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Volunteer's love of advocacy turns to full-time career

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Lower Valley Crisis and Support Services Domestic Violence Advocate Rosalinda Alvarez (left) talks with Leticia Cantu, a sexual assault advocate.

Lower Valley Crisis and Support Services Domestic Violence Advocate Rosalinda Alvarez started her career with the agency giving her time and love to clients without monetary compensation.

She said her job has always been about helping those who are unable to help themselves.

"It's rewarding to help domestic violence victims get access to resources...to let them know they have a voice and empowering them," said Alvarez.

She began volunteering her time nearly 20 years ago. As a volunteer she was able to learn and obtain the training necessary to become a full-time advocate.

"I had good teachers," said Alvarez.

As a domestic violence advocate, she is on call 24 hours a day, 365 days per year.

"Domestic violence doesn't take a vacation," Alvarez said.

It was 10 years ago that she began working for Lower Valley Crisis and Support Services full-time. She provides counseling, support, safety planning and legal advocacy for clients seeking services from the agency.

Legal advocacy involves helping the client get to and from court when seeking a protection order, said Alvarez.

She said her work requires working in partnership with other agencies because many of those agencies refer clients to Lower Valley Crisis and Support Services. The agencies include law enforcement, hospitals, pastors and other professionals that come in contact with individuals who may be victims of domestic assault.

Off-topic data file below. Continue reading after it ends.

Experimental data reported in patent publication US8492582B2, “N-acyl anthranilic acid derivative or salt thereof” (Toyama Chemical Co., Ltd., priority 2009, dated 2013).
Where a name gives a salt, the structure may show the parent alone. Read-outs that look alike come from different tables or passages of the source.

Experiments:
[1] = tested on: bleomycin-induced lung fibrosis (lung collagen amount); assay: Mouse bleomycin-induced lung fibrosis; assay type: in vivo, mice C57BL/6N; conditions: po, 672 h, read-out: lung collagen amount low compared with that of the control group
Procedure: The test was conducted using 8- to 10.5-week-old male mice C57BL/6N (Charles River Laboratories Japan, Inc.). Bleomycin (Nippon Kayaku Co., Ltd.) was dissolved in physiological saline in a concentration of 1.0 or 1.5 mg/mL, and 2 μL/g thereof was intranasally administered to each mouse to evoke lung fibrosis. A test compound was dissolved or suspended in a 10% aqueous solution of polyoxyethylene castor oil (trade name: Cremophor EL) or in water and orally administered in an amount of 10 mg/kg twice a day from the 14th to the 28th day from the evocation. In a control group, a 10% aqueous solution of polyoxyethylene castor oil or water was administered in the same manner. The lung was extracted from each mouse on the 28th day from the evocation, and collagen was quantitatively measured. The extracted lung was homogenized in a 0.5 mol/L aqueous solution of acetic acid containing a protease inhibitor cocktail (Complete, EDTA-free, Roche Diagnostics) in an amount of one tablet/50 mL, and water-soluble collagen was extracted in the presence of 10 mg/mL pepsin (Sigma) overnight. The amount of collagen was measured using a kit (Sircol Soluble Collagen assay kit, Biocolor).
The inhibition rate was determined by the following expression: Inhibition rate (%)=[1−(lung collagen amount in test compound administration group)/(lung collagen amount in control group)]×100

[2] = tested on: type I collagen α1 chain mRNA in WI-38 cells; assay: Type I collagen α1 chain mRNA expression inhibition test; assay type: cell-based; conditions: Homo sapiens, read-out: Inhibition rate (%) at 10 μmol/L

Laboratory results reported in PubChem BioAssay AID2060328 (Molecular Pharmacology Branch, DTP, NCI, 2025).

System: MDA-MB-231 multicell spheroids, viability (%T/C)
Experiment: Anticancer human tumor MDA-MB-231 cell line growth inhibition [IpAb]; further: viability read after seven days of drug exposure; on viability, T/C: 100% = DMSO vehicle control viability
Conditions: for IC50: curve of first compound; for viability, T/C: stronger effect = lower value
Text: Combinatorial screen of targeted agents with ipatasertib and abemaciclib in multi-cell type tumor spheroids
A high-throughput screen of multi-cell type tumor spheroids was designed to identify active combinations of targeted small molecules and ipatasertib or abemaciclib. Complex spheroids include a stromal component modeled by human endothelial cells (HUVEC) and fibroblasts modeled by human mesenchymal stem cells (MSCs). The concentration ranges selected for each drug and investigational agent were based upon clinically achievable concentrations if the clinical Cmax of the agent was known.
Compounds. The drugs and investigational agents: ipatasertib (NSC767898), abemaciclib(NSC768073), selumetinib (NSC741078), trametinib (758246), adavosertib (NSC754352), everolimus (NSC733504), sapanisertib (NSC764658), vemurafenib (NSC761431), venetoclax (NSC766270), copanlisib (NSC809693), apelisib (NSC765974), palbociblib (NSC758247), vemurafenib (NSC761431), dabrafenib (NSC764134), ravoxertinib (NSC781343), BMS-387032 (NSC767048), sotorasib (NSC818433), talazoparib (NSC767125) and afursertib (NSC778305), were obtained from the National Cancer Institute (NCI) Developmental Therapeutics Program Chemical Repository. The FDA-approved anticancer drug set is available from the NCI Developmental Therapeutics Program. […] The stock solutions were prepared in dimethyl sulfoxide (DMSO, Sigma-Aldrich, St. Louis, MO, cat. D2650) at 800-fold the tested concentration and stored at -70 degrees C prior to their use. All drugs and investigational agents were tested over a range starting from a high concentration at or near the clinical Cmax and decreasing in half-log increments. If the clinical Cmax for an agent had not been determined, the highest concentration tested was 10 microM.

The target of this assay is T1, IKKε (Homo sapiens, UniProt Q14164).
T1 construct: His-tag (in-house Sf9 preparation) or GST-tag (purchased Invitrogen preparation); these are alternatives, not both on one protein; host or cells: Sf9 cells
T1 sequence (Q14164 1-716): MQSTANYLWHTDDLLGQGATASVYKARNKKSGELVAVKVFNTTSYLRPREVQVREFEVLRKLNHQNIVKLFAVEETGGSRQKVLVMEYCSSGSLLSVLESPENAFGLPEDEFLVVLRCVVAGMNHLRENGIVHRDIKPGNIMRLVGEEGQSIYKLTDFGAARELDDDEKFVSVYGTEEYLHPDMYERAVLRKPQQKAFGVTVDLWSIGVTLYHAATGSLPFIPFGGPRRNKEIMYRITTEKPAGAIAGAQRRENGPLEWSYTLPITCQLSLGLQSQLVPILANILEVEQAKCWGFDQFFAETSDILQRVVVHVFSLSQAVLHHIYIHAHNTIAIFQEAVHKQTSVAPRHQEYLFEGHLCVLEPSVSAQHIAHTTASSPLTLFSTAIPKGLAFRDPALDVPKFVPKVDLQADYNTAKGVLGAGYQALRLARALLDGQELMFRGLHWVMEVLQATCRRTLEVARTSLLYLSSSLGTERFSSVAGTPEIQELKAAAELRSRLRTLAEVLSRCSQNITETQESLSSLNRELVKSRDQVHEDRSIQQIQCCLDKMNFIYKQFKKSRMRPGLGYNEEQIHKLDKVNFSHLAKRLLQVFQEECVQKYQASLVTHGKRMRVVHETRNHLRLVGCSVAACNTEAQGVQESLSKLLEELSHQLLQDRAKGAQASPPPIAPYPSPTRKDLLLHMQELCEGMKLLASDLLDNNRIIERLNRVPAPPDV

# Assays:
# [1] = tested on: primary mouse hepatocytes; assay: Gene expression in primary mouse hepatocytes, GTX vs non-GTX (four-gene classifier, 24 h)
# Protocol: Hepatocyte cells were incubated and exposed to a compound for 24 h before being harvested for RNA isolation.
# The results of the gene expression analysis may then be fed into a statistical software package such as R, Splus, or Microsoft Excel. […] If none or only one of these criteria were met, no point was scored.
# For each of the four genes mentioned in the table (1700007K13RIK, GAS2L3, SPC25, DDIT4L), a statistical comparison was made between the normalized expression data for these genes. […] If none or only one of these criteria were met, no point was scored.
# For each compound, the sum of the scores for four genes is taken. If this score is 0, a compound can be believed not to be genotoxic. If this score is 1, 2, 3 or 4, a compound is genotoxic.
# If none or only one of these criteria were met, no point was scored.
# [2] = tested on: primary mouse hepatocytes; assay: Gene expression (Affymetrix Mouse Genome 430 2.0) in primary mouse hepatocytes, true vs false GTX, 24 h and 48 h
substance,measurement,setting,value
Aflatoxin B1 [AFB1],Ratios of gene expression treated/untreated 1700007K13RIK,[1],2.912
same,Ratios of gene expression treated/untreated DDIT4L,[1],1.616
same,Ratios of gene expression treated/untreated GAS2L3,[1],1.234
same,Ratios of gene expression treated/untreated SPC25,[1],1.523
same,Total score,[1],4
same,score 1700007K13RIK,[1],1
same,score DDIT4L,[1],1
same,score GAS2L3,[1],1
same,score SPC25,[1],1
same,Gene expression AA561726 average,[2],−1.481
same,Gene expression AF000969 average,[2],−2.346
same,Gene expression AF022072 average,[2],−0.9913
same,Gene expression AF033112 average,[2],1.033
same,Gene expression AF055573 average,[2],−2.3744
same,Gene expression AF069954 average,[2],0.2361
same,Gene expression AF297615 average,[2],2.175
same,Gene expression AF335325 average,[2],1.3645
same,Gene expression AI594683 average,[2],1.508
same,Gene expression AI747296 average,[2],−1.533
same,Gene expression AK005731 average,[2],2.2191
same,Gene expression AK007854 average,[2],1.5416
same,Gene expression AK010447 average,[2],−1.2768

"Clients can call the agency's hotline or walk in, as well," said Alvarez.

"A lot of people don't know what an advocate is," she said, stating there are people who don't realize they have the right to feel safe.

As a result, those individuals don't always seek the support and resources needed to get out of a dangerous living environment.

"We are there for the safety of the client, any children in the home and the animals...sometimes people won't leave a dangerous living arrangement because they are afraid of what will happen to the animals, but we can help clients get protection orders for the animals, too," Alvarez said.

She said it is painful to see how much people are willing to endure and the pain that is sometime inflicted on loved ones, "...especially the children."

Alvarez said there are many situations she has encountered that involve parents who don't believe the children are impacted by the harmful words and actions of the adults in the home.

"Children can hear what's going on through the walls," she said.

"In the end, it is my goal to help promote awareness of the impact domestic violence has on the lives of individuals and the community," said Alvarez.

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